Martha had told her that Eros and Thanatos, Love and Death, stalked the fields of war, and Annie began to think she understood, though, of course, like all idealists, she misunderstood what was meant by love.
In the midst of war and so much death, you would think it impossible to find love. But still, as the author shows, it’s there, whether it is physical love in the curtains of the dance hall, romantic love kindled on the fringes of a battleground, fraternal love, love for country, and love for fellow man. But what of one’s capacity for love (or lack thereof) effecting their decisions, actions, their very soul? I don’t want to say too much and give it away, but allow me to say that this theme was so perfectly written that it made me want to cry.
History books telling about war would have you believe that there is always a clear line between right and wrong, who the good guys are and who the bad guys are, and a pervading sense of black and white. But in reality, as Byrd so adeptly shows here, war, like life, is just shades of gray. Mercy for your enemy can condemn to death friends and brothers in arms. Killing children, whether young teens conscripted to fight in a war that they could never prepare for, or non-combatants giving away military movements to the enemy, can be seen as justifiable and still chip away at the soul of a person, even when the action insures a successful mission which in turn saves countless lives. There is a reason so many soldiers come home after combat with PTSD. I really think that Byrd did a fantastic job both in portraying the gray area of right and wrong with Shaw’s character.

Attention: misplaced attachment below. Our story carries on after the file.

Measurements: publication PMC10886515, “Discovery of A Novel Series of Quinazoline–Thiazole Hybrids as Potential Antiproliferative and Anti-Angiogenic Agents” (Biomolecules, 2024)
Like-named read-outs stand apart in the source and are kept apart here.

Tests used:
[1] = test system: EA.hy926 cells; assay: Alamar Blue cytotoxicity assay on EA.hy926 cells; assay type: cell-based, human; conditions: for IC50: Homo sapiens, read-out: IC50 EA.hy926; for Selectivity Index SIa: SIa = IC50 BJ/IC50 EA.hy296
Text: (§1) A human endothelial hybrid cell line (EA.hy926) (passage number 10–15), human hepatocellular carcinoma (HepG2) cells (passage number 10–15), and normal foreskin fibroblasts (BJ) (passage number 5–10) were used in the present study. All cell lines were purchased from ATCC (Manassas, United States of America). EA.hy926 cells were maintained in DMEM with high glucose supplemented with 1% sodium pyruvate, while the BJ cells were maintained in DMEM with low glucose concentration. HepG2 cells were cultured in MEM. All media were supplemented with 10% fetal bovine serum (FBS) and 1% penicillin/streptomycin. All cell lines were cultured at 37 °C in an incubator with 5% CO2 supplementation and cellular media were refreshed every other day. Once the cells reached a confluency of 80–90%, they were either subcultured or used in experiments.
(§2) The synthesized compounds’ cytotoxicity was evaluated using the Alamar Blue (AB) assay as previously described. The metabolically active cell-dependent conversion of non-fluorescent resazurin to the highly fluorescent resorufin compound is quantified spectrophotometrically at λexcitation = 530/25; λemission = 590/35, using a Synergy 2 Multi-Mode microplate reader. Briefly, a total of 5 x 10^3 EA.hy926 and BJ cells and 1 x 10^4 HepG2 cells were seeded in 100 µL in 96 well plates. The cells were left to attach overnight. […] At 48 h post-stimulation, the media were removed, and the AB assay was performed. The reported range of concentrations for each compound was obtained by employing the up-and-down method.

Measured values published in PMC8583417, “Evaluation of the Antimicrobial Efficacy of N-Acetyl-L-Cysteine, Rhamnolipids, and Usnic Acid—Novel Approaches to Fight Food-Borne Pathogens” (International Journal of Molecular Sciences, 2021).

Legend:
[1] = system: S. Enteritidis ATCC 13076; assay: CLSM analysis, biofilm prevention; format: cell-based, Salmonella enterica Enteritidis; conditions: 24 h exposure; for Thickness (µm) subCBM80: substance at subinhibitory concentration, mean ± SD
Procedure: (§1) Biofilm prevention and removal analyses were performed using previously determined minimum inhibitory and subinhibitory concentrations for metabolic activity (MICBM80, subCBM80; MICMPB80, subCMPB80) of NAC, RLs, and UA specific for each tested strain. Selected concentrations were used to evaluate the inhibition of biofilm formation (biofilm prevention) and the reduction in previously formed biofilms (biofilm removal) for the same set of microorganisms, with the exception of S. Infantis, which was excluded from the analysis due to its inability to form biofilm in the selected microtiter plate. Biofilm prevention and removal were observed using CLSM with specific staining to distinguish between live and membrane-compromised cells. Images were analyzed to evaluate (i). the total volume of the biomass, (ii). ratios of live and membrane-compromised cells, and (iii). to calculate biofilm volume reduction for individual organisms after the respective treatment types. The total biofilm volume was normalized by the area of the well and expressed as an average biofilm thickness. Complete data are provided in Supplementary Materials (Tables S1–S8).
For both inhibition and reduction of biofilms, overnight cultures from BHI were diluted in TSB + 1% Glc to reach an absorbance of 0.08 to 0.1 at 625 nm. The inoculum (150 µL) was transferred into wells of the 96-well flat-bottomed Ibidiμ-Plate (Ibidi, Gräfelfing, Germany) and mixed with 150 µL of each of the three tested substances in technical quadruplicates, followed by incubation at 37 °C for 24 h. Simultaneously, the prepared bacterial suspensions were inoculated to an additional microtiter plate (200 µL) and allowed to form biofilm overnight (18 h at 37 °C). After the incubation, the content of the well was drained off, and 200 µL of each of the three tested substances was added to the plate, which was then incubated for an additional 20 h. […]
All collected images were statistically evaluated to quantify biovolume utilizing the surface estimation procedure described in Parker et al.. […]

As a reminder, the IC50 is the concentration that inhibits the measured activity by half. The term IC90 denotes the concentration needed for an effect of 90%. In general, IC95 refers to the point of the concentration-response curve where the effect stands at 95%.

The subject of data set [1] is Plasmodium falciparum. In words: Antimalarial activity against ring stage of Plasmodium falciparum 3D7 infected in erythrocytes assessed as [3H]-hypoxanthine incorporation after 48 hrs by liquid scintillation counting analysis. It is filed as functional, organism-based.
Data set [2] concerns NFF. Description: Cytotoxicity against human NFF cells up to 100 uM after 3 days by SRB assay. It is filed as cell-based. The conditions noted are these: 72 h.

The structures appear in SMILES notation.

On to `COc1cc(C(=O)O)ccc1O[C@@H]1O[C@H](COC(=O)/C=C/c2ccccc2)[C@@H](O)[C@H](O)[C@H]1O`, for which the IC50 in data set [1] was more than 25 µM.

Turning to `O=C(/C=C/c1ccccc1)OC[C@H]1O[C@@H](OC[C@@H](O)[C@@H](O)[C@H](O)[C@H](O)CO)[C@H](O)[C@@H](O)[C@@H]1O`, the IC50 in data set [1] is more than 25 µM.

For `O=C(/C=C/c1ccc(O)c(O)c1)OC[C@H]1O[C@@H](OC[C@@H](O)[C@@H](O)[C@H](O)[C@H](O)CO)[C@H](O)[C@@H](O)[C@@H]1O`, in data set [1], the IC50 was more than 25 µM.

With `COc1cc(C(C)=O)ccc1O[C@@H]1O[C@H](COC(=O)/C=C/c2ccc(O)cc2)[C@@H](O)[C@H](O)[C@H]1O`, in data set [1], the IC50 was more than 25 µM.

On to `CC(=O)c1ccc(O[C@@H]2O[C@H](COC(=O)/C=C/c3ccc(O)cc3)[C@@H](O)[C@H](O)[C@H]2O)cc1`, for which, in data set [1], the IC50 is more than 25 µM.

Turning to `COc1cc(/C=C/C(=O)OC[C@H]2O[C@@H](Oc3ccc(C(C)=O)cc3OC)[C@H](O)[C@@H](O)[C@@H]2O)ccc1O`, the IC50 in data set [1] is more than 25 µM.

With all of that going on, there were points of levity sprinkled throughout to help with the heaviness of the story. I smiled to myself when I read the quote below, because I remember catching my Gram doing reciting that while she mimicked the motions described, even into her 70s. She was a unique and amazing woman, I’ll tell you, but I digress. The ease with which Byrd is able to weave these lighter aspects into the whole was well done and much appreciated.